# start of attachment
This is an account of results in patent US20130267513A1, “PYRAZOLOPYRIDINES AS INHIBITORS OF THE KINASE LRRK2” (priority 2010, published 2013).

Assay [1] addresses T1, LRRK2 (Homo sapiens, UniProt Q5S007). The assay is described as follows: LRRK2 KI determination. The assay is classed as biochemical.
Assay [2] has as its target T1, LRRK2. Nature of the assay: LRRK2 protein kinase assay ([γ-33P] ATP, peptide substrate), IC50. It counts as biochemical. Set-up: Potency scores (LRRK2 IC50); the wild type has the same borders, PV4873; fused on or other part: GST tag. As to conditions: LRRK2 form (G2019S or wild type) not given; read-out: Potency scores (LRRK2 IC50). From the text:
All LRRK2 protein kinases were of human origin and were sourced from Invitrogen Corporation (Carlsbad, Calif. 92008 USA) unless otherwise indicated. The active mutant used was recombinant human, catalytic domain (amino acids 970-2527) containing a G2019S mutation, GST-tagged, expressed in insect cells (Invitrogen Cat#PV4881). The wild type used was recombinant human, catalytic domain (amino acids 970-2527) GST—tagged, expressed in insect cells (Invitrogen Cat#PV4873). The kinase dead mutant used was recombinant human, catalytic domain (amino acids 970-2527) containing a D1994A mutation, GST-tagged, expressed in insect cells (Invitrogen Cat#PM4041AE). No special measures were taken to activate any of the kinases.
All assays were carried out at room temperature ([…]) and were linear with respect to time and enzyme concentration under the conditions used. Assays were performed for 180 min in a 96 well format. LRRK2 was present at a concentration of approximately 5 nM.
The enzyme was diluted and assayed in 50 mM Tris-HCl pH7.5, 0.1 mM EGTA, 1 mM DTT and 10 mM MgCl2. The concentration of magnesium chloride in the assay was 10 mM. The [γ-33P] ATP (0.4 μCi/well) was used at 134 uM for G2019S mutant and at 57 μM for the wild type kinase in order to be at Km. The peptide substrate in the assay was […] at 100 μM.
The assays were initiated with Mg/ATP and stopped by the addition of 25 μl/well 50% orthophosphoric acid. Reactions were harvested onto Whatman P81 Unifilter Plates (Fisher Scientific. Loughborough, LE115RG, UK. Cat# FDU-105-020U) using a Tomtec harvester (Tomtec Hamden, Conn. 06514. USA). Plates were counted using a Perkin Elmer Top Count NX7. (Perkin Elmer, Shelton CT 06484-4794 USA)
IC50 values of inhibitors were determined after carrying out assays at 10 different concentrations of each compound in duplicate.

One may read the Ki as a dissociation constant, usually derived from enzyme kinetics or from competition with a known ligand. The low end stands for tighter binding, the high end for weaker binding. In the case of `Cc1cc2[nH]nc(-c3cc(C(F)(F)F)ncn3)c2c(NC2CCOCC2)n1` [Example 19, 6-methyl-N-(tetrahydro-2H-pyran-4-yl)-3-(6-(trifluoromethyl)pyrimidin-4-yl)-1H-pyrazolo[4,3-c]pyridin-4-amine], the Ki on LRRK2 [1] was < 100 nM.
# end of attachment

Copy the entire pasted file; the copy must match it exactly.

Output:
This is an account of results in patent US20130267513A1, “PYRAZOLOPYRIDINES AS INHIBITORS OF THE KINASE LRRK2” (priority 2010, published 2013).

Assay [1] addresses T1, LRRK2 (Homo sapiens, UniProt Q5S007). The assay is described as follows: LRRK2 KI determination. The assay is classed as biochemical.
Assay [2] has as its target T1, LRRK2. Nature of the assay: LRRK2 protein kinase assay ([γ-33P] ATP, peptide substrate), IC50. It counts as biochemical. Set-up: Potency scores (LRRK2 IC50); the wild type has the same borders, PV4873; fused on or other part: GST tag. As to conditions: LRRK2 form (G2019S or wild type) not given; read-out: Potency scores (LRRK2 IC50). From the text:
All LRRK2 protein kinases were of human origin and were sourced from Invitrogen Corporation (Carlsbad, Calif. 92008 USA) unless otherwise indicated. The active mutant used was recombinant human, catalytic domain (amino acids 970-2527) containing a G2019S mutation, GST-tagged, expressed in insect cells (Invitrogen Cat#PV4881). The wild type used was recombinant human, catalytic domain (amino acids 970-2527) GST—tagged, expressed in insect cells (Invitrogen Cat#PV4873). The kinase dead mutant used was recombinant human, catalytic domain (amino acids 970-2527) containing a D1994A mutation, GST-tagged, expressed in insect cells (Invitrogen Cat#PM4041AE). No special measures were taken to activate any of the kinases.
All assays were carried out at room temperature ([…]) and were linear with respect to time and enzyme concentration under the conditions used. Assays were performed for 180 min in a 96 well format. LRRK2 was present at a concentration of approximately 5 nM.
The enzyme was diluted and assayed in 50 mM Tris-HCl pH7.5, 0.1 mM EGTA, 1 mM DTT and 10 mM MgCl2. The concentration of magnesium chloride in the assay was 10 mM. The [γ-33P] ATP (0.4 μCi/well) was used at 134 uM for G2019S mutant and at 57 μM for the wild type kinase in order to be at Km. The peptide substrate in the assay was […] at 100 μM.
The assays were initiated with Mg/ATP and stopped by the addition of 25 μl/well 50% orthophosphoric acid. Reactions were harvested onto Whatman P81 Unifilter Plates (Fisher Scientific. Loughborough, LE115RG, UK. Cat# FDU-105-020U) using a Tomtec harvester (Tomtec Hamden, Conn. 06514. USA). Plates were counted using a Perkin Elmer Top Count NX7. (Perkin Elmer, Shelton CT 06484-4794 USA)
IC50 values of inhibitors were determined after carrying out assays at 10 different concentrations of each compound in duplicate.

One may read the Ki as a dissociation constant, usually derived from enzyme kinetics or from competition with a known ligand. The low end stands for tighter binding, the high end for weaker binding. In the case of `Cc1cc2[nH]nc(-c3cc(C(F)(F)F)ncn3)c2c(NC2CCOCC2)n1` [Example 19, 6-methyl-N-(tetrahydro-2H-pyran-4-yl)-3-(6-(trifluoromethyl)pyrimidin-4-yl)-1H-pyrazolo[4,3-c]pyridin-4-amine], the Ki on LRRK2 [1] was < 100 nM.